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Recent media trends affect perception of women

In 2023, the “girl dinner” trend emerged on TikTok. It started as simple jokes about chaotic plates of food girls would eat for dinner if they were not planning on eating a big meal. Odd assortments of food from strawberries, cheese sticks and eggs to hashbrowns, cookies and an elf bar have permeated social media.

Soon enough, countless “girl” trends emerged: the “girl math” trend jokes about poor financial decisions, the phrase “I’m just a girl” to justify a mistake or questionable decision and even “girl explanations” have become popular, using understandable concepts like shopping and friend group drama to explain world politics and economics.

While these started as innocent trends and jokes, these phrases point to a glaring issue surrounding perceptions of women. Social media is dramatically affecting how people perceive women. While it has allowed for some improvements, it is also a double-edged sword.

One positive is that it has brought greater attention to women’s rights and issues worldwide. When information spreads quickly, it causes more people to be aware of and educated on the issue. The information may not have been able to spread otherwise, so it enables more productive conversations and a greater awareness of these topics, like with the #MeToo movement.

Additionally, some trends have allowed women to hold onto the fun youthfulness of girlhood, giving them a break from the trials and tribulations of adulthood, like the rise in popularity of traditionally feminine or childish accessories, like bows or Mary Janes. The girl trends have also allowed women to link femininity to feminism, where they are not mutually exclusive. A girl can be feminine and stand her ground, be educated on topics and stand for equality for all women.

In the past, widespread stereotypes of feminists were that they were masculine women who hated men, shaving and makeup. However, with the advent of social media, the perception of what a feminist is has changed and has allowed many people to shed this stereotype.

However, it may have done a large amount of harm too. Many of the positives of girl trends have disappeared. These trends affect how women portray each other on social media. It has also allowed women to be seen as “dumbed down” versions of themselves.

Some “girl explanations” videos have been called out for simplifying explanations and directing them toward women. Viewers find that these videos imply women are not smart enough to understand complex concepts and need explanations through analogies like friend group drama and shopping. Rather than actively seeking out information and trying to use more technical terminology, it encourages people to learn about issues and topics via simplified short videos on social media.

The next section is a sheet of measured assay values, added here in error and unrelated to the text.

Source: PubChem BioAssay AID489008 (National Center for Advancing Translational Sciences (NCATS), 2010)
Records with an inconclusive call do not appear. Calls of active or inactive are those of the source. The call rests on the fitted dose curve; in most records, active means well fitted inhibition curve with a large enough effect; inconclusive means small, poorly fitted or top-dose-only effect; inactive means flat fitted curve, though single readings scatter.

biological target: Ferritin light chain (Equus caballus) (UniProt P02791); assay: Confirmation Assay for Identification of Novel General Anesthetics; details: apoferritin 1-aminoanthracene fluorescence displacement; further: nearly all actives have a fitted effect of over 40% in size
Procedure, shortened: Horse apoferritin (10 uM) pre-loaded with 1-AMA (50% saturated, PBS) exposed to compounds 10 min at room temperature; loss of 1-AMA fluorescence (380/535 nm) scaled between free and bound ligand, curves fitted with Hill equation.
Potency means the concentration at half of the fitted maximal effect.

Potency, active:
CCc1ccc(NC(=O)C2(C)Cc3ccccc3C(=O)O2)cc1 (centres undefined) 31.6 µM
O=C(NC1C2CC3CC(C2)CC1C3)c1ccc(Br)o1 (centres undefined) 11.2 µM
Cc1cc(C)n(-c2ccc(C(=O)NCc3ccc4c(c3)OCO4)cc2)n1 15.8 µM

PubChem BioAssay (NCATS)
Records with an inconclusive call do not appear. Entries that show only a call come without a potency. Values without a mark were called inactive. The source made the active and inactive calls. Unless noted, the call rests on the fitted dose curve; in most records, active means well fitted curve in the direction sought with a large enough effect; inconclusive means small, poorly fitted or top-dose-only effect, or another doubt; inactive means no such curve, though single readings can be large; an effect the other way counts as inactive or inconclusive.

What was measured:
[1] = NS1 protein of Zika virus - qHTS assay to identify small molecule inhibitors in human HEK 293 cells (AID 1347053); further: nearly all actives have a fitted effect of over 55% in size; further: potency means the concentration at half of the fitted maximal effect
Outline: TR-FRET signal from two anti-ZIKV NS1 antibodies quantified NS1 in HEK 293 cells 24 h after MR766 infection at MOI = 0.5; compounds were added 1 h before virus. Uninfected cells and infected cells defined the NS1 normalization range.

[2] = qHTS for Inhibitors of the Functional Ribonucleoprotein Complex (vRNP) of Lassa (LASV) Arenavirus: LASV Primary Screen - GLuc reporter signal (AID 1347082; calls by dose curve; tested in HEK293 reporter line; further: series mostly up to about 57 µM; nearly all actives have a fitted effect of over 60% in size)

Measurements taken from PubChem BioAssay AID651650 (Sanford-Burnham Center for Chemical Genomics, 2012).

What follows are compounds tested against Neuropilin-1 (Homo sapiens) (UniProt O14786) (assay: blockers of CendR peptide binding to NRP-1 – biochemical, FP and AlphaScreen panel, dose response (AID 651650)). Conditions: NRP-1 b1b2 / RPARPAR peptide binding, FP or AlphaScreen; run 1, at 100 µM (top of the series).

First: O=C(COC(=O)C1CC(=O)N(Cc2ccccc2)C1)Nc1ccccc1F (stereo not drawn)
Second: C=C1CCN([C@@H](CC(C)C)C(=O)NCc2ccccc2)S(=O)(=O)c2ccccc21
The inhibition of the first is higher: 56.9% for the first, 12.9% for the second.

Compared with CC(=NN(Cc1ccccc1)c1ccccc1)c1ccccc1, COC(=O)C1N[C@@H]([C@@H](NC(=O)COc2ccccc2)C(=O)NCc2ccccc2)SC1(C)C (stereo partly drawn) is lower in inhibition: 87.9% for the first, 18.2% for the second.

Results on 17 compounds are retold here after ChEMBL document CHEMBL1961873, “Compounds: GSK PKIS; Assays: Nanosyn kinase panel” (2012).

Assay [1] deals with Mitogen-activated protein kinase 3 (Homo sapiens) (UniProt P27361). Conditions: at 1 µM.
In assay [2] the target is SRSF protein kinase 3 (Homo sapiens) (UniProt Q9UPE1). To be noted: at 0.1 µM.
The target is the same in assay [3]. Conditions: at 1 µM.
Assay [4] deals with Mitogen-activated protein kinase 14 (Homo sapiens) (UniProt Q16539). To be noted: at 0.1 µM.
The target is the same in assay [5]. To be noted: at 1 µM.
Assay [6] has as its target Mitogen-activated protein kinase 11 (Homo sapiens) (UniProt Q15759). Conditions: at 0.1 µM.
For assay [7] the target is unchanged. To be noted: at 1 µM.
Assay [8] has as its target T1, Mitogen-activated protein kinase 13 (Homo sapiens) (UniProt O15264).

Another example is the “I’m just a girl” trend on TikTok. While it is often a simple joke that young women will insert at the end of a sentence, some social media users note the trend suggests women and girls can use their femininity to justify their questionable decisions and actions.

Some have also stated the phrase reduces women to being “just a girl,” standing in opposition to women’s multifaceted identities. What makes it even more ironic is that many use No Doubt’s song “Just A Girl,” which is about the frustration at not being taken seriously and pushed into a certain lifestyle.

The constant barrage of microtrends and aesthetics has aided in certain lifestyles becoming more prominent. One of the newest is the “Mob Wife” aesthetic, characterized by bold makeup, loud colors, patterns and textured pieces, such as fur coats and leather. Another that has taken off recently is the coquette aesthetic, which typically involves lacy and frilly pieces in shades of pink with white and off-whites mixed in, all tied together with a nice ribbon.

These hyper-specific aesthetics encourage people to adapt their styles to match whatever niche aesthetic is trending. Rather than being encouraged to adapt personal styles, social media aesthetics have furthered the idea of what a woman should look like.

While what is considered feminine might not fit into one box anymore, it can fit into countless smaller boxes without room for experimentation. Social media has radically changed people’s perceptions of women’s issues — for better or worse depending on how one views it.


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